Star Trek: Deep Space Nine, 20 Years Later
WTF is Star Trek: Deep Space Nine?
Star Trek: Deep Space Nine is a seven-season TV show that bridged Star Trek: The Next Generation and Star Trek: Voyager in the late 1990s. It’s also either the best or worst thing that ever happened to Star Trek, depending on your point of view.
Focused on politics, religion, and the horrors of war, Deep Space Nine follows Benjamin Sisko, a disaffected Starfleet officer who draws a crap assignment at a remote space station near the planet of Bajor. Sisko’s job is to help the Bajorans get ready to join the Federation, now that they’ve escaped the shackles of a brutal, decades-long occupation by the Cardassian Empire.
It’s supposed to be easy and boring but, almost as soon as he arrives, Sisko discovers a wormhole leading to an unexplored area of space. Recognizing a resource when they see it, the Bajorans move the station to defend the wormhole and, as the Klingons, Cardassians, Ferengi, and new groups of aliens start to converge, Sisko’s crap assignment suddenly has the power to decide the fate of billions.
There are too many other characters to list them all here, but, suffice to say that, even though Sisko’s journey anchors the story, a very large ensemble cast goes on to weather seven years of political upheaval, religious in-fighting, unrelenting war, disillusionment, betrayal, and loss.
I fucking love this show
Other than a handful of scenes seared into my brain as trauma memories, Deep Space Nine made no impression on me when I was a kid. I liked Dax, because she was an honorary man, and I thought that’s what I wanted to be when I was ten. I liked Kai Winn, because she was unrepentantly evil, which is also something I thought I wanted to be at that age. But, mostly, the whole thing scanned as drab and boring, and I realize now that that’s because I didn’t understand what was going on.
The biggest lesson I learned about my ten-year-old self from rewatching this show is that I used to take people at their word when they described their feelings and intentions. Deep Space Nine doesn’t operate that way – it’s interested in the distance between who people really are, who they think they are, and who they say they are when speaking to others. Quark and Odo act like they hate each other every time they cross paths, but they’re actually friends. Garek pretends to be a spy pretending to be a tailor because he wishes he were still a spy. Odo is seen as a hero by the Bajorans because he stood up for them during the occupation, but, in his heart, he’s ashamed to know that he never believed in their cause.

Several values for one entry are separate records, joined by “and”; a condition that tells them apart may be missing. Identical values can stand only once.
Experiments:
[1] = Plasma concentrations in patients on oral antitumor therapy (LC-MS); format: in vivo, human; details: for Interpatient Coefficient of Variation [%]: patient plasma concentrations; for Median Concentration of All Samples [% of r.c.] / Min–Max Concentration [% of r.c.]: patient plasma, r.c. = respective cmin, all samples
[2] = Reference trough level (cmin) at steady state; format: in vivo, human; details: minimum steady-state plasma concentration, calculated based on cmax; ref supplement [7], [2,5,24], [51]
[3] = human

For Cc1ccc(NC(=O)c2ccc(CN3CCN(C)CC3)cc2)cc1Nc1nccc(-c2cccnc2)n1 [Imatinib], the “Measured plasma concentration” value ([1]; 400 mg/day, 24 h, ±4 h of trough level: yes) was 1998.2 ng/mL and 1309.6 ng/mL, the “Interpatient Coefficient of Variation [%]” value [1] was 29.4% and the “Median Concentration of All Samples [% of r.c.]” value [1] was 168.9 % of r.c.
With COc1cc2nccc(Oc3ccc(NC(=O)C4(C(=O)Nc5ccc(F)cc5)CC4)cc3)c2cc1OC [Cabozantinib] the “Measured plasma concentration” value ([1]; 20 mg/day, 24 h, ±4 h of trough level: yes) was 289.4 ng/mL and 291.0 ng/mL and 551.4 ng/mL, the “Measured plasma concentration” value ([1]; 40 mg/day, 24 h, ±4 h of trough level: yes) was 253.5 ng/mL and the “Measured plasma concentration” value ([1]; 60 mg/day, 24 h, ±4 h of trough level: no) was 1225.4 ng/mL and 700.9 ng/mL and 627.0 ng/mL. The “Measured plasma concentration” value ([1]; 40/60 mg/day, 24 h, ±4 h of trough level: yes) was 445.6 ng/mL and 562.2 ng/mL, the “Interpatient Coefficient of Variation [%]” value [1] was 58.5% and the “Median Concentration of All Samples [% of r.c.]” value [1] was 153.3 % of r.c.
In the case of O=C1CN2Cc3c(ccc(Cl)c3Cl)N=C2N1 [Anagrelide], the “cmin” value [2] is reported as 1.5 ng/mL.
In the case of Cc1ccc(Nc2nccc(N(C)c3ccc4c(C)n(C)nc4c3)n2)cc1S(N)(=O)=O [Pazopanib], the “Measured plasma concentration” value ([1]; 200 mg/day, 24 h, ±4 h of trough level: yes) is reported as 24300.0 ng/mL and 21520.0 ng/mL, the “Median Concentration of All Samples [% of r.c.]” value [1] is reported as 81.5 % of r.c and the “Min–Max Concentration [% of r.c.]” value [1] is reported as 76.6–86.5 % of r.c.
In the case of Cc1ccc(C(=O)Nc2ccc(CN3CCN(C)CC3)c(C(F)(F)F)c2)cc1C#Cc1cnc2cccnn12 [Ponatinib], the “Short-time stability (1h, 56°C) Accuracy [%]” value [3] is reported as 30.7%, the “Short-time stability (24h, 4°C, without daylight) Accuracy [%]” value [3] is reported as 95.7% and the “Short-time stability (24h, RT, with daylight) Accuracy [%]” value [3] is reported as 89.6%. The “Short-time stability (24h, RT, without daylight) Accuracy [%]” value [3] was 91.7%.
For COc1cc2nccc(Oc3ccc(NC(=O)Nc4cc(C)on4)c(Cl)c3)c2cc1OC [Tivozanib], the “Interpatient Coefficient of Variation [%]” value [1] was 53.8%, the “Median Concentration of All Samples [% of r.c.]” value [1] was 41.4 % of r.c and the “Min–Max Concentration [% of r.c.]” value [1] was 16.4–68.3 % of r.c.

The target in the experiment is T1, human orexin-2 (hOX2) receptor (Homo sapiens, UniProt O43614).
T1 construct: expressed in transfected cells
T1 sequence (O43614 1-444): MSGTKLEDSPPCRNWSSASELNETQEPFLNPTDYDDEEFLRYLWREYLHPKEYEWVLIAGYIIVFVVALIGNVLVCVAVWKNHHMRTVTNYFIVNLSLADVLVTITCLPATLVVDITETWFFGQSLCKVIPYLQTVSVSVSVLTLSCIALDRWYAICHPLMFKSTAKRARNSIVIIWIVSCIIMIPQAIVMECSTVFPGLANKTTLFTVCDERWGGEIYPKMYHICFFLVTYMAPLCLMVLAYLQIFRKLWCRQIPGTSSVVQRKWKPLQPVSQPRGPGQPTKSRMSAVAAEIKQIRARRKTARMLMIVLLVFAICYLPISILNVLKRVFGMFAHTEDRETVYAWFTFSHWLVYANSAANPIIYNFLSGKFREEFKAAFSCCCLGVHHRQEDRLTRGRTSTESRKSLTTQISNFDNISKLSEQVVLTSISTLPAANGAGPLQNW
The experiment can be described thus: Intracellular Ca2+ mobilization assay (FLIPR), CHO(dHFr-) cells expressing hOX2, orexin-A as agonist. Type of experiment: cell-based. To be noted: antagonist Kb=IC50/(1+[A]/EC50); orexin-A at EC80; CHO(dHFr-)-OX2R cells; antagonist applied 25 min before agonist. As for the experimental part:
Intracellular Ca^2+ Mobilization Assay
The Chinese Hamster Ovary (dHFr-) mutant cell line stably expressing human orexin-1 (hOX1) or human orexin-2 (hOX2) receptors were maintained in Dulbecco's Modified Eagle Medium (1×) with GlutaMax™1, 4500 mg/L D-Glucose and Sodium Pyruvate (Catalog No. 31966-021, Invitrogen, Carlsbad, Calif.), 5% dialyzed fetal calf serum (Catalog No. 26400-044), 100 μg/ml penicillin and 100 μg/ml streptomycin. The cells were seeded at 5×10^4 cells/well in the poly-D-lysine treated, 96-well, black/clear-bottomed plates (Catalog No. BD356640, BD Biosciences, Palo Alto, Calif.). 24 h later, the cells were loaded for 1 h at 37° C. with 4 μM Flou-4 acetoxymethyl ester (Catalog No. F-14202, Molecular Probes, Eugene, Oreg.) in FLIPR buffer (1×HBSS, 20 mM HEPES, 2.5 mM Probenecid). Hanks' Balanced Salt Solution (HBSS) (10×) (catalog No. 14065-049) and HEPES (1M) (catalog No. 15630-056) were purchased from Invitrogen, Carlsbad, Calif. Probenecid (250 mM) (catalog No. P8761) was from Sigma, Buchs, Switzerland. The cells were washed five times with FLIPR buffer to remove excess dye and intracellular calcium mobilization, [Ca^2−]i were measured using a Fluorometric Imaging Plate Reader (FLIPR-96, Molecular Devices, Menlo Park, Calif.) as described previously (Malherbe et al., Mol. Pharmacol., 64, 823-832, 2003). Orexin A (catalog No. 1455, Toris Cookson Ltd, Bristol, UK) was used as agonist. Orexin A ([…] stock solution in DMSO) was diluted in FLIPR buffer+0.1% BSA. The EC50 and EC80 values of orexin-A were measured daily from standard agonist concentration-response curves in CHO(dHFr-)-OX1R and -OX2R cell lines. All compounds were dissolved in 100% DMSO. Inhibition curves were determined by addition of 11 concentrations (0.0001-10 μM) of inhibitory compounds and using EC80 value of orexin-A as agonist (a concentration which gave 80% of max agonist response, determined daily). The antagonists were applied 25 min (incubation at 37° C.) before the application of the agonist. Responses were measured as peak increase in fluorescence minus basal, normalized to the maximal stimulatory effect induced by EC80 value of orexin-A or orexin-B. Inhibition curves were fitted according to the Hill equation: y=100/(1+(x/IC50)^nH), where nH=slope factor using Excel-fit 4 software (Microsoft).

There are layers to almost all of the characters in the series, and to almost all of the situations they face, which adds a sense of realism that the other Star Trek series lack. I admired the characters on Star Trek: The Next Generation because they were better than we are today, and I wanted to beat up the characters on Star Trek: Voyager because they seemed impossibly naive – the characters on Star Trek: Deep Space Nine seem more like our peers, human and alien alike. They have the same faults we do, they face the same struggles and crises of conscience – they don’t always know the right answer, and they suffer the consequences when they make the wrong choice.
The end result of that is that the series seems darker and more cynical than its sister shows – but it’s also more directly relevant to the world we live in today. I swear to god, I’m not making this up – the night after Donald Trump became president, I turned on Deep Space Nine and Odo was telling Kira that sometimes the consequence of letting people hold a free election is that they elect someone you didn’t want. In this case, they were about to elect Kai Winn as their leader, and she went on to literally make a pact with the devil that sold out her whole planet. No comment beyond that.
Deep Space Nine is a show that rewards investment and thought and attention – it can be tedious sometimes; the war that dominates the last few seasons is a morale killer for the audience as well as the characters – but it’s the richest, deepest version of Star Trek I’ve seen.
It’s also a prelude to Battlestar Galactica